Login Identity Protection Build Credit Pricing Employers Support Schools Parents PTAs PTOs and Education Foundations  Superintendents, Business Officers, and School Boards Resources About Us Contact Us Education Center Press Releases In the News FAQ
Resources > FAFSA > Simple Steps To Take While Completing the FAFSA To Transfer Parent Information

Simple Steps To Take While Completing the FAFSA To Transfer Parent Information

Filling out the FAFSA is a simple process, but it requires entering personal information with great precision. This can especially be stressful when you’re asked to report numerical data like your tax return information. Having multiple children in college further complicates the process since you have to re-enter all the information on each child’s FAFSA form. Or do you?

In this article, we’ll reveal which steps to take when filling out the FAFSA to transfer parent information without having to enter it manually. We’ll also share tips on completing the form if you have more than one child.

How To Transfer Parent Tax Data to the FAFSA

Reporting your and your child’s information correctly on the FAFSA is important since inserting the wrong information may affect your child’s aid eligibility. Entering numerical data is the trickiest part—if you enter even one incorrect number, your data won’t be valid.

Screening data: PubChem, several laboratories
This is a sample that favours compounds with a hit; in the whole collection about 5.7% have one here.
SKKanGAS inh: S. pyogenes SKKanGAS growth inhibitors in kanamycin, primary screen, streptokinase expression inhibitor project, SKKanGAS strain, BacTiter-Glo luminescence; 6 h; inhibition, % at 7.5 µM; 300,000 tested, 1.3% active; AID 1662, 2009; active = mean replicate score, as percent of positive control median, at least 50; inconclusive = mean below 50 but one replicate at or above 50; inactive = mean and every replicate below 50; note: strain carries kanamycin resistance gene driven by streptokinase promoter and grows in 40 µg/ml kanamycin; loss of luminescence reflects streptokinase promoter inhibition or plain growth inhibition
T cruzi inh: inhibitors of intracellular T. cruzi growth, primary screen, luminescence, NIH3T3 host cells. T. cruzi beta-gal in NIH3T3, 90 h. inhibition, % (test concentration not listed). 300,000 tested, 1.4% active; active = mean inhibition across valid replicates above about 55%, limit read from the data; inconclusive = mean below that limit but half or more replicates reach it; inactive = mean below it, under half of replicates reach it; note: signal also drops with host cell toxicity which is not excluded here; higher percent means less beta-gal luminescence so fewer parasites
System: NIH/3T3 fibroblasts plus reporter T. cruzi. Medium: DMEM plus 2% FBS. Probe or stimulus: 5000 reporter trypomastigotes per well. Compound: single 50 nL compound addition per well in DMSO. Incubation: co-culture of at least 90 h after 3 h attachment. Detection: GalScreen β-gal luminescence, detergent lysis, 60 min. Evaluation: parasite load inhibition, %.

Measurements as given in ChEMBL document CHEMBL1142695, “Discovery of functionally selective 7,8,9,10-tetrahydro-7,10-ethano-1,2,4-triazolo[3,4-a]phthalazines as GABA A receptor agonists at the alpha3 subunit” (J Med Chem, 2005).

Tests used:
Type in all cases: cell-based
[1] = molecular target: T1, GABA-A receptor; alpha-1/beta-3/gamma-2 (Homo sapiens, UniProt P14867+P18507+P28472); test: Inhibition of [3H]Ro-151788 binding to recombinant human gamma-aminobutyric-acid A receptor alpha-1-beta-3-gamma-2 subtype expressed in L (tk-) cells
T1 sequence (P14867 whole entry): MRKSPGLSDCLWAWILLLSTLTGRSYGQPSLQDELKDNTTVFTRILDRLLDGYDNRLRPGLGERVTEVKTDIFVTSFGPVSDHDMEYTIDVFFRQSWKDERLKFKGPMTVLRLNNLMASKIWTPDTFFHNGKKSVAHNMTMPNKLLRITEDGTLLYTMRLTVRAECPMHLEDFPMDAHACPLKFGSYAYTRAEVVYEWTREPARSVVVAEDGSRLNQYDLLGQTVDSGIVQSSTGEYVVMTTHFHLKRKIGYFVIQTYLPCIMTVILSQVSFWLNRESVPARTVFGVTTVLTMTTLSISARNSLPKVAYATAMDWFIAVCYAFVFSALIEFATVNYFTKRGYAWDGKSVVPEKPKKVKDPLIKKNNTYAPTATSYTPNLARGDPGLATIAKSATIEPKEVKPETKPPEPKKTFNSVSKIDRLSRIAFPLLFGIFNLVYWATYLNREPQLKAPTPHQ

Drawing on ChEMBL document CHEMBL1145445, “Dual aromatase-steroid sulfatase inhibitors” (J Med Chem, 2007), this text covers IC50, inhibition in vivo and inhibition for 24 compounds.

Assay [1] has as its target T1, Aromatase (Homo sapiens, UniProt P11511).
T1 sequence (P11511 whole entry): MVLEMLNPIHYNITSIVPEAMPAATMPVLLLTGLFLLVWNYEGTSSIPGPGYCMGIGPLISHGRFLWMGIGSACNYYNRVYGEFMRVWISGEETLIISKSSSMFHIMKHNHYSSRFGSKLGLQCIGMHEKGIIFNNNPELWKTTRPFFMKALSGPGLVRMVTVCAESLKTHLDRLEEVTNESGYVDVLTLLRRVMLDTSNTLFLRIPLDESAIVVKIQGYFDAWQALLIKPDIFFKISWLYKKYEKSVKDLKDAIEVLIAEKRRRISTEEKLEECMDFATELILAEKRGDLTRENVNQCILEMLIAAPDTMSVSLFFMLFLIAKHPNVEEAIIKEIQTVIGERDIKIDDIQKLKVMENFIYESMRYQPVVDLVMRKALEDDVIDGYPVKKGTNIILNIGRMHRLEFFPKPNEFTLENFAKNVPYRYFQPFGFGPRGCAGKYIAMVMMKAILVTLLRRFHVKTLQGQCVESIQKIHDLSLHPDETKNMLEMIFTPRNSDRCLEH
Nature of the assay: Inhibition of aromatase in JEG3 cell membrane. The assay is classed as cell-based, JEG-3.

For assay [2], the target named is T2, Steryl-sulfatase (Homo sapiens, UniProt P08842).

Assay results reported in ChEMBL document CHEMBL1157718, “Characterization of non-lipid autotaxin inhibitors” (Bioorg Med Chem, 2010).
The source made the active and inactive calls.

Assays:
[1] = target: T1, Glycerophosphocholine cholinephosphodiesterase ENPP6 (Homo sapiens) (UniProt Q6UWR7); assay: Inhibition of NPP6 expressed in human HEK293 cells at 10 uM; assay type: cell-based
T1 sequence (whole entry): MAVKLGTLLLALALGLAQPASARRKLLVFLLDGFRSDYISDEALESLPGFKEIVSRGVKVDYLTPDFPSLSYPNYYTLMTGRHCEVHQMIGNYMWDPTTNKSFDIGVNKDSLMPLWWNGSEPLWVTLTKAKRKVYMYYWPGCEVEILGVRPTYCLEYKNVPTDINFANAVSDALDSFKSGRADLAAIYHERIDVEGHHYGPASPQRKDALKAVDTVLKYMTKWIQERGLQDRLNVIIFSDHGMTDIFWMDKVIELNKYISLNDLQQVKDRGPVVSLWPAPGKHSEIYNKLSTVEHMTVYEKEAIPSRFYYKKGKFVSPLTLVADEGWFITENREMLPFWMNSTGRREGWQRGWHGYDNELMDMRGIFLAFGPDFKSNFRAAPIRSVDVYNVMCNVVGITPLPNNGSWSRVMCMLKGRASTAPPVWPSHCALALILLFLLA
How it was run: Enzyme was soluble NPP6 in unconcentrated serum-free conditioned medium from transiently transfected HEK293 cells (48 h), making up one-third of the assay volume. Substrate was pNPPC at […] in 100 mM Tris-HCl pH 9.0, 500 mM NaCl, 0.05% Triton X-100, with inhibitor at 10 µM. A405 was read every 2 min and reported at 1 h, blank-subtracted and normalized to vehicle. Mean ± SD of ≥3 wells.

This is why it’s best to use the IRS Data Retrieval Tool (DRT) when filling out the FAFSA. This tool electronically transfers your tax return information into your child’s FAFSA form, reducing your chances of making mistakes. You’re eligible to use the IRS DRT if you’ve filed a tax return with the IRS, unless:

  • You’re married, and you or your spouse filed as “married filing separately”
  • You’re married, and you or your spouse filed as “head of household”
  • Your marital status is “unmarried and both legal parents living together”
  • You filed a foreign tax return, a Puerto Rican tax return, or an IRS Form 1040-NR

How To Use the IRS DRT and the FAFSA To Transfer Parent Information